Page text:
Monday, January 17, 2011
Mockingbird, Mockingbird, I miss thee.
“Inside the house lived a malevolent phantom.”
(To Kill a Mockingbird, 1960, Harper Lee)
Perhaps we all have a Boo Radley in our childhood. Part-real, part-imagined, part-longed for. I had mine too. So reading To Kill a Mocking-Bird when the adolescence was drawing to a close, leaving only rusty images behind, was a walk down memory lane of sorts.
Nineteen years ago, there were four of us, and a friendly welcoming neighbourhood. I would hold my grandmother’s fingers and totter along the road to reach the place where the rest of my friends stayed. We had a meeting-place assigned beneath a large tree (or maybe not so large. Object size is inversely proportional to age. Or so I think). We never ventured out to check on that pristine-white abandoned mansion at night. The scare the sight of it would elicit in broad daylight was enough to convince us to stay away from it for a week, till, bored, we would challenge ourselves again to run and hit the window facing the crossroads, and come back.
“People said he existed but Jem and I had never seen him. People said he went out at night when the moon was high, and peeped in at windows.”
People said many things about the “bhoot” (ghost) at the “bhooter bari” (haunted house). Secretly, my three-year old self was relieved to see their fear because it gave me a sense of solidarity; when the elders believe in your childish ghostly fantasies, you are assured of the latter’s existence, and find a bulwark in their fear. I did the same. It was only when I read that book at nineteen, did I realize how the elders too had played along with us those many summers back. When Boo Radley ceased to be Boo and suddenly became Arthur, I shed copious tears along with Scout.
Curiously, nineteen years after I have quit banging that window, and four years after I have read the book, I feel an unbearable longing to go back and check that haunted mansion. A part of me is scared to be disappointed, and fears the mutilation of childhood memories; the inquisitive part wants to take the next flight out of the Blessed Isles to walk that walk down the memory lane. Sadly, I do not even remember the names of my childhood playmates, and have no idea of their whereabouts. If that is called growing-up, then it is a cruel serenade indeed.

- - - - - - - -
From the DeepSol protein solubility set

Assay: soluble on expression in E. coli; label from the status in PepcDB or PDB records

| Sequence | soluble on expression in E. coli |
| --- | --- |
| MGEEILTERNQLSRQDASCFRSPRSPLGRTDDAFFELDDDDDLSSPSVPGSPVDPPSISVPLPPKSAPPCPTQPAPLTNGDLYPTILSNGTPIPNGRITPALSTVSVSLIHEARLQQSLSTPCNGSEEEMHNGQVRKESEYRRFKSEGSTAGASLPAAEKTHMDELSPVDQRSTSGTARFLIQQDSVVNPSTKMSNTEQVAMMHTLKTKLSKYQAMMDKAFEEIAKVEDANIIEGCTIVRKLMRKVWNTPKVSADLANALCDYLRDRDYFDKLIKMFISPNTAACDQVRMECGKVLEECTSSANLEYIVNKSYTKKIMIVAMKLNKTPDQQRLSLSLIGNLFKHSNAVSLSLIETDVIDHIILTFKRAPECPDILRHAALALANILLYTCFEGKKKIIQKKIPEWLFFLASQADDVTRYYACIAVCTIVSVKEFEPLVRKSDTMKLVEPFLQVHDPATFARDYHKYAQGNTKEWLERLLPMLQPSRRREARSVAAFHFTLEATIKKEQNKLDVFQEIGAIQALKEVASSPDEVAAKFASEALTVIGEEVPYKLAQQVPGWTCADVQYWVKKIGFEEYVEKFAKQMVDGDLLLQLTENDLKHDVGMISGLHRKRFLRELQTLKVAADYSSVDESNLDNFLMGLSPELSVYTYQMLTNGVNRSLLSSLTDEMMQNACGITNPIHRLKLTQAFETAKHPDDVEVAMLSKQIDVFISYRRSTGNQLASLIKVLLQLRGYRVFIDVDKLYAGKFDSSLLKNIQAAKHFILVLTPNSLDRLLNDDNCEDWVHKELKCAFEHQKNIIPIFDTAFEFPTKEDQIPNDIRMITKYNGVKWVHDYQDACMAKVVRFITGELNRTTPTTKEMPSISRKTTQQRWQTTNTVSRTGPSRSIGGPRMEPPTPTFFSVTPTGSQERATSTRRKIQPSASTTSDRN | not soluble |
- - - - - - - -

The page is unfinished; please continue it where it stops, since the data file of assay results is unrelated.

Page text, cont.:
My mind is a jumble of paradoxes. It obsessively strives to find a structure in its strain of thought; while it stays up during the hours of reason, studying and applauding the work of the Post-structuralists. It has come back to work again as it decides to label a reason for my writing this post. I attribute it to my last post (again); to R and T, for visiting me yesterday when I wasn’t home, and lovingly leaving a chocolate for me; to T’s frantic waving at me on her way back from school; and to the lines “She seemed glad to see me when I appeared in the kitchen, and by watching her I began to think there was some skill involved in being a girl” which instantly sprang to my mind when I partly woke up in the morning today and sleep-walked to the kitchen door, in an attempt to look for some tea. Later when I rediscovered sense and solace in my over-sized, colourful coffee-mug which holds only tea, my mind performed some frantic and desperate drill to locate the origin of those lines, and I unearthed my copy of To Kill a Mockingbird.
At best, I guess I woke up on a fungus morning, and as I watched the evening eat the tail of the day gone by, and the boisterous voices of the children outside my window fade, I decided to write about the people who dwell (as Virginia Woolf says in Orlando), in “the fields of asphodel”. I didn’t end up writing about the people much, but I have definitely coaxed some memories out of their slumber.